A planned government policy address by Thailand's newly-elected Prime
Minister Abhisit Vejjajiva and a following parliament debate had to be postponed
for another day after anti-government demonstrators besieged the Parliament in
central Bangkok yesterday morning.
Parliament President Chai Chidchob first phoned reporters at a press room
after 10:00 am (0300 GMT) to announce that the policy debate session, originally
scheduled to start at 9:30 am (0230 GMT) and to last two days, will be postponed
to 2:00 pm (0700 GMT).
Chai then delayed the session to 5:00 pm (1000 GMT) after the failure of
negotiations with protesters, who blocked accesses to the parliament compound
from early Monday morning.
By evening, he sent SMSs to MPs and senators, informing them that the debate
has been postponed to 9:30 am (0230 GMT) today.
The postponement was decided after thousands of red-shirt demonstrators, who
supported former coup-ousted premier Thaksin Shinawatra, besieged the Parliament
from early hours of the day in attempts to blockade the new government policy
address due to be delivered yesterday morning.
The protesters in red, led by Democratic Alliance Against Dictatorship
(DAAD), had gathered from Sunday afternoon at Sanam Luang (Royal Field) square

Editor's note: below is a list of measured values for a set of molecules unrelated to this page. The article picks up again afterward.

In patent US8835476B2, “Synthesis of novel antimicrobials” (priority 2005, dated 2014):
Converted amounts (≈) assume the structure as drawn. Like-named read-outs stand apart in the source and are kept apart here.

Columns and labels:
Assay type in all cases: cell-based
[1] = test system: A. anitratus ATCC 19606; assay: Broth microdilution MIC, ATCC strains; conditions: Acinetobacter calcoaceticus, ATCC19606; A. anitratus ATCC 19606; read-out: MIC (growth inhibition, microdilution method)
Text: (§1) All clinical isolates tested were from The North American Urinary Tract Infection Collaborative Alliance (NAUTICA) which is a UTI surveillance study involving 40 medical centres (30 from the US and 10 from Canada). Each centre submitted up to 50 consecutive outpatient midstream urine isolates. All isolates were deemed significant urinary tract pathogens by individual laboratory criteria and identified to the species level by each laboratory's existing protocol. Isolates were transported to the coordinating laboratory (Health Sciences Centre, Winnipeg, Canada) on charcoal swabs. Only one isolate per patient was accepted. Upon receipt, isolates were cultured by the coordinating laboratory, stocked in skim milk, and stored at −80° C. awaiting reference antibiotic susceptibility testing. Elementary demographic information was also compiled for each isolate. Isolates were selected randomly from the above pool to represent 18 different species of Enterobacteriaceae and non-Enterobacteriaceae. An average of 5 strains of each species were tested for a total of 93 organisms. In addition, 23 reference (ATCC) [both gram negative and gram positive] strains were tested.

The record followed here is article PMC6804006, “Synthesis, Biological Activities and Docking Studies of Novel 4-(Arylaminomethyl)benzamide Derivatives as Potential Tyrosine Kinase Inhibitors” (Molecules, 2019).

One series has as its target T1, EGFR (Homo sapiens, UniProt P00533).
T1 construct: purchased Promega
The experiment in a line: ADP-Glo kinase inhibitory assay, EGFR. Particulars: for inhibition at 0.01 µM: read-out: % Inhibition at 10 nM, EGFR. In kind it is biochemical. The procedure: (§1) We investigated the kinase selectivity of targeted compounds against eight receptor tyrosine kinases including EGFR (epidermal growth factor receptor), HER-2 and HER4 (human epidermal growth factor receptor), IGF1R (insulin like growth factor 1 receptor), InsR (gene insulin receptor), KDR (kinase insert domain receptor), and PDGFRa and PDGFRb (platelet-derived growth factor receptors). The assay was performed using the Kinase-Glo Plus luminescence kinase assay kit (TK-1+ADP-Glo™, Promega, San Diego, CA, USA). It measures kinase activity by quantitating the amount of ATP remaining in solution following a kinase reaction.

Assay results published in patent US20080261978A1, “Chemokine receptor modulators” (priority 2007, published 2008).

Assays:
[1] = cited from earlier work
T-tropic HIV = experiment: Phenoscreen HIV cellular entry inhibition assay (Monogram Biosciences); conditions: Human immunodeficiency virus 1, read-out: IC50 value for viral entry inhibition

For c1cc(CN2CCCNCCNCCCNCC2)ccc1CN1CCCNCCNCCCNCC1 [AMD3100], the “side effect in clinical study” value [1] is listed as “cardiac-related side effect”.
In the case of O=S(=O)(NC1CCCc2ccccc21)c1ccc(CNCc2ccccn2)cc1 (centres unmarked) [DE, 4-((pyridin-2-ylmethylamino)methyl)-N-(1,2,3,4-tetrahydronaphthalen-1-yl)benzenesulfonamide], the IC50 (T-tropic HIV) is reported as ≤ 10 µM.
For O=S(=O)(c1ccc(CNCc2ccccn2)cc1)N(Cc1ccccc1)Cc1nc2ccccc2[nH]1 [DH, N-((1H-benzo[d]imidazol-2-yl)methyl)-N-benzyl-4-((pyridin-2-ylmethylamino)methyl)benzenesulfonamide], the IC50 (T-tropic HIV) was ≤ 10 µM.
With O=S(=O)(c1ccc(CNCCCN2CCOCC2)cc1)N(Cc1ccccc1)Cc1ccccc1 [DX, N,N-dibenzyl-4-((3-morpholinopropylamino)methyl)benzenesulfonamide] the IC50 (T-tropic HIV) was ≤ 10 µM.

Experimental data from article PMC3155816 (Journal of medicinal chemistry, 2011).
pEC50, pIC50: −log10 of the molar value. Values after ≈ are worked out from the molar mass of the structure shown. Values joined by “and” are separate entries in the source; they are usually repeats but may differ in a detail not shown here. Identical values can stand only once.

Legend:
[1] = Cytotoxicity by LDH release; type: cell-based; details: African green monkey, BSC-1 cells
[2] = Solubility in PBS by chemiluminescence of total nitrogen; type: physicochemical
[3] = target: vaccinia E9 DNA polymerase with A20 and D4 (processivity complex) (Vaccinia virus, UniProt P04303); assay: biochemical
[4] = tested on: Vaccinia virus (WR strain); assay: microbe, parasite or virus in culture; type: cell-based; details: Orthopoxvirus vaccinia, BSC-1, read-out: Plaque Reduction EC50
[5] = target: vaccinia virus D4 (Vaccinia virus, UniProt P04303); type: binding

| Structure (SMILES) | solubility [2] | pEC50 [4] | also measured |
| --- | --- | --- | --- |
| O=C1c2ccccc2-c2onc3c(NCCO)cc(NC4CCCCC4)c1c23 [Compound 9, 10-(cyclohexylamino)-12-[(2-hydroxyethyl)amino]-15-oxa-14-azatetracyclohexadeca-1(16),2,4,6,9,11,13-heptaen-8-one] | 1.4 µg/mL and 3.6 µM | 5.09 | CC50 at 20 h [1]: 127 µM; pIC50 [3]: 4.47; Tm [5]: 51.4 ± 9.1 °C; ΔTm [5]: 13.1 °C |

in central Bangkok and moved to rally around the Parliament compound after
On early yesterday morning, they surrounded the gates to the Parliament and
allowed people to get into the compound one by one.
Similar tactics of besieging the Parliament had been used by supporters of
the People's Alliance for Democracy (PAD), or referred as the "yellow-shirt"
people, to block the previous premier Somchai Wongsawat from delivering the
government policy speech on October 7, in an attempt to pressure the Somchai
government to step down.
Deputy Prime Minister Suthep Theugsubhan said negotiation was underway
between the government and the DAAD protest leaders, including Jatuporn Promphun
and Veera Musikapong.
Suthep Thaugsuban reiterated that the government will not use force against
the red-shirt protesters.
Suthep was speaking after chairing an urgent meeting with Police chief Pol
Gen Patcharawat Wongsuwan and City police chief Pol Lt Gen Suchart Muenkaew.
The protest leaders said the Prime Minister Abhisit Vejjajiva and MPs could
walk into the compound.
The DAAD called on the Abhisit government to dissolve the Parliament for a
snap general election.
Some 3,000 police were deployed to keep security around the compound. Police
earlier released leaflets to the protesters, warning against violent actions by
By laws, a government has to deliver policy statement within 15days. For
Abhisit government, which took office on December 22, it has to do within
January 5, 2009.
The DAAD leaders have threatened to besiege the Parliament through Monday and
Tuesday, the scheduled time for the government policy debate.
Abhisit earlier said the government would not resort to force to crack down
on the red-shirt protesters.
Somchai government was blamed for ordering police to use tear-gas to disperse
PAD protesters on October 7, causing violent clashes that killed two persons and
injured more than 400 others.
Democrat Party leader Abhisit was elected new PM after Somchai stepped down
with a court verdict on December 2 that disbanded the former ruling People Power
Party on electoral fraud charges.